If you’ve found yourself increasingly addicted to YouTube and increasingly annoyed by its skippable (but not really) ads, you are not alone, and there’s a reason for it: YouTube is making a ton of money and its parent company, Alphabet (or Google), wants it to make more.
On Monday, Alphabet, in its fourth-quarter and full-year earnings release, for the first time revealed how much money YouTube had been making. The numbers were eye-popping. In 2019, the video streaming platform plowed in $15 billion in advertising and subscription revenue, representing 10% of Alphabet’s total sales for the year.
That means YouTube is now in the same league as Netflix, the world’s largest video streaming platform, which generated $15.5 billion in revenue in 2018. In 2019, Netflix’s sales grew further to $20.5 billion, thanks to its 167 million subscribers worldwide.
Google acquired YouTube in 2006 for $1.65 billion, a sky-high price at the time for a 1.5-year-old company (YouTube was founded in February 2005). The tech giant says YouTube now has two billion users globally, almost matching the user count of Facebook, and more than 20 million paying subscribers for the ad-free YouTube Premium, Music Premium and YouTube TV services.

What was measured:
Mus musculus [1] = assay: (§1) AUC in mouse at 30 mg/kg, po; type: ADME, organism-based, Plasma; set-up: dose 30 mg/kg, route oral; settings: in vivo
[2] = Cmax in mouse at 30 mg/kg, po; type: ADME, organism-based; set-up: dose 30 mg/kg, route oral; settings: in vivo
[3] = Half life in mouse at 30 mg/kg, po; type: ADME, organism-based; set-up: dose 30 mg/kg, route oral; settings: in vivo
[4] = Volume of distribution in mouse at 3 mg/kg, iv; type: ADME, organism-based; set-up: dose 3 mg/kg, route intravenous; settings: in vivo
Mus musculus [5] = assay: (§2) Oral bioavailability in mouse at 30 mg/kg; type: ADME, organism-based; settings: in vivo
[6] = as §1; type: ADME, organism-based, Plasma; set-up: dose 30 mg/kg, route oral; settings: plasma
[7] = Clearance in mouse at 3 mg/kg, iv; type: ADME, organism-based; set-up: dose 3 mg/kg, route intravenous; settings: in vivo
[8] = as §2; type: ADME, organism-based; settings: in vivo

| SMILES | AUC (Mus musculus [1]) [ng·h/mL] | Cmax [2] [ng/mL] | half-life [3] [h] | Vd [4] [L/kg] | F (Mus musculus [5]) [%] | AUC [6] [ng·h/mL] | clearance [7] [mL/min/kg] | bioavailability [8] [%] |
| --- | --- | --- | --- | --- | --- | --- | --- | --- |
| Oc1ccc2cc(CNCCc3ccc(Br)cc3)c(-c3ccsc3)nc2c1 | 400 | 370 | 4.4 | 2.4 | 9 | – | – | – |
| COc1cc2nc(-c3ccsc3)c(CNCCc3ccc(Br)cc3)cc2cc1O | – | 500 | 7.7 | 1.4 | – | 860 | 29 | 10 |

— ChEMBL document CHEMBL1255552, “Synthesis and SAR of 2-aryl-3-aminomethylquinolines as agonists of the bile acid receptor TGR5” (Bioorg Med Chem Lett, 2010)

Those subscriptions are accounted for in Alphabet’s income statement under the “Google other” category, which includes the Pixel phone, Google Home speakers and other hardware products. The category generated $5.3 billion in the fourth quarter and $17 billion in 2019.
Google is known for its generous effort in backing a diverse range of “moonshot” projects, like flying cars and Google Glass, and its laughably singular way of making money, which is advertising on Google Search.
In 2019, search advertising remained Google’s biggest revenue source, raking in $98 billion in full-year sales ($27.2 billion in the fourth quarter). But some of its risky projects have started to pay off, too. YouTube, for example, grew more than twice as fast as Google Search. Revenue from the video streaming platform rose 36.5% in 2019 from the previous year, while Search sales grew only 15%.
Google Cloud, an expensive division in which Alphabet hopes to compete with Amazon and Microsoft, also generated $9 billion in sales in 2019.
“We continue to look toward the future and continue to invest for the long-term,” Alphabet assured investors in the quarterly report. “As we said in the original founders’ letter, we will not shy away from high-risk, high-reward projects that we believe in because they are the key to our long-term success.”